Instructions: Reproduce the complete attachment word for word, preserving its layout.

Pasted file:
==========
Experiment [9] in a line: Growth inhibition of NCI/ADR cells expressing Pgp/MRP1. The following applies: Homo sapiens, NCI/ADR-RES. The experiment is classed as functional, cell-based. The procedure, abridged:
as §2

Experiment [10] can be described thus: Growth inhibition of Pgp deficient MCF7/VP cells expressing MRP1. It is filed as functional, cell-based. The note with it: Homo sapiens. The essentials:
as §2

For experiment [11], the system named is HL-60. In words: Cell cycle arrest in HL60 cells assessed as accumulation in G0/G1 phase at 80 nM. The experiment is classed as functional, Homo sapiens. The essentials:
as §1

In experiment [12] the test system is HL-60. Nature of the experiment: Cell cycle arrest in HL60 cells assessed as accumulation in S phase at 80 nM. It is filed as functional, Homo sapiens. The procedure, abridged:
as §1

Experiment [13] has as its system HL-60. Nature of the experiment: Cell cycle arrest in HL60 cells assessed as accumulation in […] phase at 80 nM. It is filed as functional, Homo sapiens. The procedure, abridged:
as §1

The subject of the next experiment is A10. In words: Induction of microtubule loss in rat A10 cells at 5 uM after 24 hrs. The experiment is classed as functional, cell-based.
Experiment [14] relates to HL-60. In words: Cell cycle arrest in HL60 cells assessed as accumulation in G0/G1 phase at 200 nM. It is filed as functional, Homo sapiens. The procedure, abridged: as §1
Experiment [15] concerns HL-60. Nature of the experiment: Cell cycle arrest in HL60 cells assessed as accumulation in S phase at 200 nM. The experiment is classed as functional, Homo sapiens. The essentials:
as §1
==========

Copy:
Experiment [9] in a line: Growth inhibition of NCI/ADR cells expressing Pgp/MRP1. The following applies: Homo sapiens, NCI/ADR-RES. The experiment is classed as functional, cell-based. The procedure, abridged:
as §2

Experiment [10] can be described thus: Growth inhibition of Pgp deficient MCF7/VP cells expressing MRP1. It is filed as functional, cell-based. The note with it: Homo sapiens. The essentials:
as §2

For experiment [11], the system named is HL-60. In words: Cell cycle arrest in HL60 cells assessed as accumulation in G0/G1 phase at 80 nM. The experiment is classed as functional, Homo sapiens. The essentials:
as §1

In experiment [12] the test system is HL-60. Nature of the experiment: Cell cycle arrest in HL60 cells assessed as accumulation in S phase at 80 nM. It is filed as functional, Homo sapiens. The procedure, abridged:
as §1

Experiment [13] has as its system HL-60. Nature of the experiment: Cell cycle arrest in HL60 cells assessed as accumulation in […] phase at 80 nM. It is filed as functional, Homo sapiens. The procedure, abridged:
as §1

The subject of the next experiment is A10. In words: Induction of microtubule loss in rat A10 cells at 5 uM after 24 hrs. The experiment is classed as functional, cell-based.
Experiment [14] relates to HL-60. In words: Cell cycle arrest in HL60 cells assessed as accumulation in G0/G1 phase at 200 nM. It is filed as functional, Homo sapiens. The procedure, abridged: as §1
Experiment [15] concerns HL-60. Nature of the experiment: Cell cycle arrest in HL60 cells assessed as accumulation in S phase at 200 nM. The experiment is classed as functional, Homo sapiens. The essentials:
as §1